Why changes in airline distribution are slow to make an impact in China

This is an article from China Travel Daily.It appears as part of the tnooz sponsored content initiative.

Full service airlines, such Lufthansa Group, Emirates and British Airways, have led the adoption of IATA’s New Distribution Capability (NDC) XML standard in the past few years, and in doing so, have also managed to challenge the distribution status quo via initiatives such as a surcharge for every ticket booking via GDS and the same not being applicable to airline.com, NDC-connected channels.

Meanwhile, in China, there is no introduction of a surcharge or NDC commission for travel agents yet.

Upsetting the status quo not easy

There have been certain direct connectivity deals featuring Emirates, Lufthansa etc. but disrupting the traditional mode of distribution hasn’t been easy in China.

For instance, in the case of Ctrip.com, a foreign carrier has worked out different arrangements for point of commencement of travel from within China and outside. This is essentially considering the power of GDSs in respective markets. A senior executive associated with a foreign carrier says:

“TravelSky is a critical player in the entire chain and their role, their influence can’t be ignored (when it comes to how a transaction eventually shapes up in the ecommerce environment).”

The same source admits that as of now “there would hardly [be any] OTAs or travel agencies which would go into a project of direct connect in China, with the point of origin in China”.

So let’s say, an OTA is selling outside of China, could be Hong Kong or Singapore or in Europe, say Amsterdam to London flight. An OTA would be interested in a direct connect for any journey starting outside China, as the deal would bypass a foreign GDS. So considering the way certain European carriers have gone with a surcharge for any non-NDC booking coming from a GDS, there would be an expense that an OTA would have to incur, due to new commercial strategies being signed by European carriers with GDSs over the last couple of years, this meant OTAs would be interested in a direct connect. The source says:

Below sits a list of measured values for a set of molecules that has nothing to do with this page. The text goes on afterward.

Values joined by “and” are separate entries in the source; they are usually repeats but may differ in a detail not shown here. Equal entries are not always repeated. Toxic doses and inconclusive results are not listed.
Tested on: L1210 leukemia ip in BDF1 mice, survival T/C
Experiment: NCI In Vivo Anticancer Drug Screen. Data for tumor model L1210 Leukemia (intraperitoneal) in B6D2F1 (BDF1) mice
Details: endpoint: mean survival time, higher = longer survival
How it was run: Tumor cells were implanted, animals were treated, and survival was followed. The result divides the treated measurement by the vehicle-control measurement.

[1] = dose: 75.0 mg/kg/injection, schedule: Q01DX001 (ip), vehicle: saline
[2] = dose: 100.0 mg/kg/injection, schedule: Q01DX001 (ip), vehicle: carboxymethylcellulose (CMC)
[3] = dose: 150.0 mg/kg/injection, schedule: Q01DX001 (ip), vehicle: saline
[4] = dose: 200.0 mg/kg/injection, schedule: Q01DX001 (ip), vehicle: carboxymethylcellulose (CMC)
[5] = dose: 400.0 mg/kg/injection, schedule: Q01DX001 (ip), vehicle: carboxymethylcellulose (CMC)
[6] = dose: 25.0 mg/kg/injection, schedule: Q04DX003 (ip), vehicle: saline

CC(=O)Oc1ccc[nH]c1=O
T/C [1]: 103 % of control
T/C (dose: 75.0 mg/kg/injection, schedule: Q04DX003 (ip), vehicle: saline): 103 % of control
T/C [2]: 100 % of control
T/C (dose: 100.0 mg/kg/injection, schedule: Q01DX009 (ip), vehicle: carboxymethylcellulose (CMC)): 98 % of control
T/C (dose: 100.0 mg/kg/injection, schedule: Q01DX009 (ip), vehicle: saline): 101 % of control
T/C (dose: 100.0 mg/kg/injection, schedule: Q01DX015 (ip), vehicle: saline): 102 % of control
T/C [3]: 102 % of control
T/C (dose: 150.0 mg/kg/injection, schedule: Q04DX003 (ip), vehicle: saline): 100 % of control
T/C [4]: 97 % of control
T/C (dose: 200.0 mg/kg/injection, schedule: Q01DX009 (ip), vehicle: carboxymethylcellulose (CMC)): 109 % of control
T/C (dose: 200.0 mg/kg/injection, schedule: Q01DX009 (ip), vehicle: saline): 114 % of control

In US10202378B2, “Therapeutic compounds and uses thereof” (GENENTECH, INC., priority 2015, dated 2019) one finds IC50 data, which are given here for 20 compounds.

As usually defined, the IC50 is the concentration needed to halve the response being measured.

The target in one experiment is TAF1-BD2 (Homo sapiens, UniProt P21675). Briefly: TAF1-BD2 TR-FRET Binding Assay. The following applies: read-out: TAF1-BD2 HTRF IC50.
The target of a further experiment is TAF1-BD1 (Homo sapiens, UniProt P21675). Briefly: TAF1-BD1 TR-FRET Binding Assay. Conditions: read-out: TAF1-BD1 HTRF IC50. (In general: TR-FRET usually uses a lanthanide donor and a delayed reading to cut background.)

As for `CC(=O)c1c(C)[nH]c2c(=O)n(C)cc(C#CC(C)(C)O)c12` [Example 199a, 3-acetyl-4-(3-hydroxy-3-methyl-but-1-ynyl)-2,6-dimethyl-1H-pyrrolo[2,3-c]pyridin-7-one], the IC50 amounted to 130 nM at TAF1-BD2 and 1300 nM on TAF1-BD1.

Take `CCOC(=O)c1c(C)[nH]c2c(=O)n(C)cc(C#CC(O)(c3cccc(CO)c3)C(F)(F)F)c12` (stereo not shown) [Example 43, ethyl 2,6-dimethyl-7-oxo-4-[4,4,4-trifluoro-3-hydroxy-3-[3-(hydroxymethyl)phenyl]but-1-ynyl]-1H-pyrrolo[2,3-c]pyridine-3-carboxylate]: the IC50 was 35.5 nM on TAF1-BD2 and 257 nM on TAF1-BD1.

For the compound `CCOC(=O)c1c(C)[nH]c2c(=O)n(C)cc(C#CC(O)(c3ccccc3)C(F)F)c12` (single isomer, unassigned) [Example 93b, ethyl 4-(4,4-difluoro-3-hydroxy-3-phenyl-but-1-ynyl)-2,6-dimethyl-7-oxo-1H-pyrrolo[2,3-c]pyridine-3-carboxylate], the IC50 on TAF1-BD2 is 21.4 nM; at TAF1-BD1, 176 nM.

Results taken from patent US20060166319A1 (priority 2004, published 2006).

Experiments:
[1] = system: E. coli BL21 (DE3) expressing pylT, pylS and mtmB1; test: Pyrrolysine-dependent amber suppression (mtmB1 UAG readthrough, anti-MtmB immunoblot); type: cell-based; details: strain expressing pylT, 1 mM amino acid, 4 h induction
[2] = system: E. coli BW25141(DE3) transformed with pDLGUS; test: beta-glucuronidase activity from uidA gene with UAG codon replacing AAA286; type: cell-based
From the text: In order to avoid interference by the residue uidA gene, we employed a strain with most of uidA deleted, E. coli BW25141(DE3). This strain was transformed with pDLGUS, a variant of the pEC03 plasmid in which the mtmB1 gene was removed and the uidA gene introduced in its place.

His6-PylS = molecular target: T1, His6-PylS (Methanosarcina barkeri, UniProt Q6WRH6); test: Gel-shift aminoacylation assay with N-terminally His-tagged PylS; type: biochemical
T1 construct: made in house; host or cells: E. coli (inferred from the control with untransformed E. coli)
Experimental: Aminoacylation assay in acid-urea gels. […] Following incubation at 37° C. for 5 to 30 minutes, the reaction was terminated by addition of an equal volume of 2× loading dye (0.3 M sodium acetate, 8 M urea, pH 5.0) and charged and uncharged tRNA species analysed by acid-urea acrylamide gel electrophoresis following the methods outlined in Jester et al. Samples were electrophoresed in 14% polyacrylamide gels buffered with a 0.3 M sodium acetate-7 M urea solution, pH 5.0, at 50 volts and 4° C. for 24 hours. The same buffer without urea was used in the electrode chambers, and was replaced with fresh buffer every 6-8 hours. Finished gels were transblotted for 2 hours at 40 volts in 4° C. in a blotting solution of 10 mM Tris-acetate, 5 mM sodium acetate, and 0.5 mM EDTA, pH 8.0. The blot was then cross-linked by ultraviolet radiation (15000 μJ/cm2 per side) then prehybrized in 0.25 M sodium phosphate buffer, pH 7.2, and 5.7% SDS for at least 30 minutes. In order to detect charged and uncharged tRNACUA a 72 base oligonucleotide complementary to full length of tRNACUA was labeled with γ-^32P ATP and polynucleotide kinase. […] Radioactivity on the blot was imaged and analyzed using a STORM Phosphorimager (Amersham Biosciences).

“Also, for bookings from Europe into China, there could be a direct connect. It is a possibility. But for any travel that initiates from China, then such arrangement is unlikely at this juncture. Of course, they (OTAs) are interested as they save on the DCC or Distribution Cost Charge. So, for a trip such as Shanghai-Zurich bought via a Chinese OTA is likely to feature TravelSky in the transaction. Technically it is possible to do it (to bypass the GDS), but TravelSky in a monopolistic position so the game stays the way it is in China.”

The source adds:

“In the markets that are heavily regulated, carriers are finding it tough to implement the DCC. Monopoly isn’t to going to let this happen – be it for $2 commission to agents (to be paid by airlines to agents for booking via NDC connection) or the surcharge. Yes, the differentiation by airlines rather than staying with generalisation of costs (DCC is finalised as per the additional costs incurred by an airline via GDS bookings when compared with bookings made directly with the airline). Understandably progress has been slow in China.”

TravelSky calls for orderly implementation schedule for NDC

GDSs emphasize that direct connect is not a novelty, it has existed for many years. They state that “complexity and associated high costs” pose major hurdles.  Even agencies feel that it is prudent to implement few supplier direct connections but not when they have to deal with loads of airlines and other suppliers. But now with standardisation, and certain airlines being keen on constructing the offer themselves via consolidation of fare data, availability data and schedule data, GDSs have also been looking into NDC XML connectivity.

Groups like IAG point out that with NDC, they would in a position to distribute previously unavailable products and services to the GDS. This will include the ability to add flight ancillaries to bookings made in the GDS. And accordingly airlines are willing to offer a direct link into GDS’ host reservation system for flight search, booking and ticketing.